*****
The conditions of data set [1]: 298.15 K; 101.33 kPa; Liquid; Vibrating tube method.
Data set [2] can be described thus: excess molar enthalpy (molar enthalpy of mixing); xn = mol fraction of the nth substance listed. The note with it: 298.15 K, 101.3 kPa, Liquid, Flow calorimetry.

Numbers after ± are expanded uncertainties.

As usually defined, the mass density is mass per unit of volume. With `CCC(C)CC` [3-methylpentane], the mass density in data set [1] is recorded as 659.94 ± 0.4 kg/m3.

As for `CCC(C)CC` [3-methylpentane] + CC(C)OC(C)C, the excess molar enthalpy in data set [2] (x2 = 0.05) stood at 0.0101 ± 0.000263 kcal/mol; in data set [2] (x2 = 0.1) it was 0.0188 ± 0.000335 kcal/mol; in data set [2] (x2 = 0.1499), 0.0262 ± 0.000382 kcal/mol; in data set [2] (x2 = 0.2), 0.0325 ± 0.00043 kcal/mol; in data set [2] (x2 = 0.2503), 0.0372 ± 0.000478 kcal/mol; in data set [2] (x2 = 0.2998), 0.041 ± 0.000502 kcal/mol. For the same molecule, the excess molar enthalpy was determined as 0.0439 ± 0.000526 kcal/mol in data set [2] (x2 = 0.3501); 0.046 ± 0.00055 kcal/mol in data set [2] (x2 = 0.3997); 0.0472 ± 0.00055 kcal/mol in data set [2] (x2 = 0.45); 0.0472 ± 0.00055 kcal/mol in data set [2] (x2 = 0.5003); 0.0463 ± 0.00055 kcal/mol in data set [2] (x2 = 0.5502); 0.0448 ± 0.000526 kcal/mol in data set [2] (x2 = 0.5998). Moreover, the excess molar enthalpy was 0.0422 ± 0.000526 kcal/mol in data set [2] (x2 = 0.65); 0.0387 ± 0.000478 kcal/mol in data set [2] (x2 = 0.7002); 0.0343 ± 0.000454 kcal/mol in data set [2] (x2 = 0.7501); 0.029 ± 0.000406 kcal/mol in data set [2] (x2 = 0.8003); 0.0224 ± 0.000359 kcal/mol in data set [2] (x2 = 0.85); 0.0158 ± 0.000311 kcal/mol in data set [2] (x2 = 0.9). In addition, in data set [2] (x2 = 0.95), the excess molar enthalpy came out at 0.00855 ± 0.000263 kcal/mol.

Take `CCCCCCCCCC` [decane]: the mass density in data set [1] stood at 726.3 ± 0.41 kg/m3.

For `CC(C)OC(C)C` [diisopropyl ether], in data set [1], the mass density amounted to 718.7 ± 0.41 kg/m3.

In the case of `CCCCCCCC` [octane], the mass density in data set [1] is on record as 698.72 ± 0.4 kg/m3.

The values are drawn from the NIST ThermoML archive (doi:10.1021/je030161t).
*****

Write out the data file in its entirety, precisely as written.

The conditions of data set [1]: 298.15 K; 101.33 kPa; Liquid; Vibrating tube method.
Data set [2] can be described thus: excess molar enthalpy (molar enthalpy of mixing); xn = mol fraction of the nth substance listed. The note with it: 298.15 K, 101.3 kPa, Liquid, Flow calorimetry.

Numbers after ± are expanded uncertainties.

As usually defined, the mass density is mass per unit of volume. With `CCC(C)CC` [3-methylpentane], the mass density in data set [1] is recorded as 659.94 ± 0.4 kg/m3.

As for `CCC(C)CC` [3-methylpentane] + CC(C)OC(C)C, the excess molar enthalpy in data set [2] (x2 = 0.05) stood at 0.0101 ± 0.000263 kcal/mol; in data set [2] (x2 = 0.1) it was 0.0188 ± 0.000335 kcal/mol; in data set [2] (x2 = 0.1499), 0.0262 ± 0.000382 kcal/mol; in data set [2] (x2 = 0.2), 0.0325 ± 0.00043 kcal/mol; in data set [2] (x2 = 0.2503), 0.0372 ± 0.000478 kcal/mol; in data set [2] (x2 = 0.2998), 0.041 ± 0.000502 kcal/mol. For the same molecule, the excess molar enthalpy was determined as 0.0439 ± 0.000526 kcal/mol in data set [2] (x2 = 0.3501); 0.046 ± 0.00055 kcal/mol in data set [2] (x2 = 0.3997); 0.0472 ± 0.00055 kcal/mol in data set [2] (x2 = 0.45); 0.0472 ± 0.00055 kcal/mol in data set [2] (x2 = 0.5003); 0.0463 ± 0.00055 kcal/mol in data set [2] (x2 = 0.5502); 0.0448 ± 0.000526 kcal/mol in data set [2] (x2 = 0.5998). Moreover, the excess molar enthalpy was 0.0422 ± 0.000526 kcal/mol in data set [2] (x2 = 0.65); 0.0387 ± 0.000478 kcal/mol in data set [2] (x2 = 0.7002); 0.0343 ± 0.000454 kcal/mol in data set [2] (x2 = 0.7501); 0.029 ± 0.000406 kcal/mol in data set [2] (x2 = 0.8003); 0.0224 ± 0.000359 kcal/mol in data set [2] (x2 = 0.85); 0.0158 ± 0.000311 kcal/mol in data set [2] (x2 = 0.9). In addition, in data set [2] (x2 = 0.95), the excess molar enthalpy came out at 0.00855 ± 0.000263 kcal/mol.

Take `CCCCCCCCCC` [decane]: the mass density in data set [1] stood at 726.3 ± 0.41 kg/m3.

For `CC(C)OC(C)C` [diisopropyl ether], in data set [1], the mass density amounted to 718.7 ± 0.41 kg/m3.

In the case of `CCCCCCCC` [octane], the mass density in data set [1] is on record as 698.72 ± 0.4 kg/m3.

The values are drawn from the NIST ThermoML archive (doi:10.1021/je030161t).